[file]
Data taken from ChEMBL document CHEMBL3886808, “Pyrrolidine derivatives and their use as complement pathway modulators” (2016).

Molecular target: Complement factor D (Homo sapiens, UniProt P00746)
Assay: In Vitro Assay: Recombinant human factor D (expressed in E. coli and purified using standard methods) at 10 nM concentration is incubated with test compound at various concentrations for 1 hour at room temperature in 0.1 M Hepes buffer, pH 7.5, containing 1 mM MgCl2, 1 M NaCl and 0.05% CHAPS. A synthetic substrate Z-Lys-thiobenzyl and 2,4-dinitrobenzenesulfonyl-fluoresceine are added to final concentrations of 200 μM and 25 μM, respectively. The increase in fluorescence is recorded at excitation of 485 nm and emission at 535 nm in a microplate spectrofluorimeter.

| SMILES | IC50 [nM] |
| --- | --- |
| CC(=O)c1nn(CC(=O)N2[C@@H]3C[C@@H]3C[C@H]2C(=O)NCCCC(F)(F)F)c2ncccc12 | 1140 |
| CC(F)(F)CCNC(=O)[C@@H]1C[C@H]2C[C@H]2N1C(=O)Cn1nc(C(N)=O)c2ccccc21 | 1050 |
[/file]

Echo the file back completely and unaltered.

Data taken from ChEMBL document CHEMBL3886808, “Pyrrolidine derivatives and their use as complement pathway modulators” (2016).

Molecular target: Complement factor D (Homo sapiens, UniProt P00746)
Assay: In Vitro Assay: Recombinant human factor D (expressed in E. coli and purified using standard methods) at 10 nM concentration is incubated with test compound at various concentrations for 1 hour at room temperature in 0.1 M Hepes buffer, pH 7.5, containing 1 mM MgCl2, 1 M NaCl and 0.05% CHAPS. A synthetic substrate Z-Lys-thiobenzyl and 2,4-dinitrobenzenesulfonyl-fluoresceine are added to final concentrations of 200 μM and 25 μM, respectively. The increase in fluorescence is recorded at excitation of 485 nm and emission at 535 nm in a microplate spectrofluorimeter.

| SMILES | IC50 [nM] |
| --- | --- |
| CC(=O)c1nn(CC(=O)N2[C@@H]3C[C@@H]3C[C@H]2C(=O)NCCCC(F)(F)F)c2ncccc12 | 1140 |
| CC(F)(F)CCNC(=O)[C@@H]1C[C@H]2C[C@H]2N1C(=O)Cn1nc(C(N)=O)c2ccccc21 | 1050 |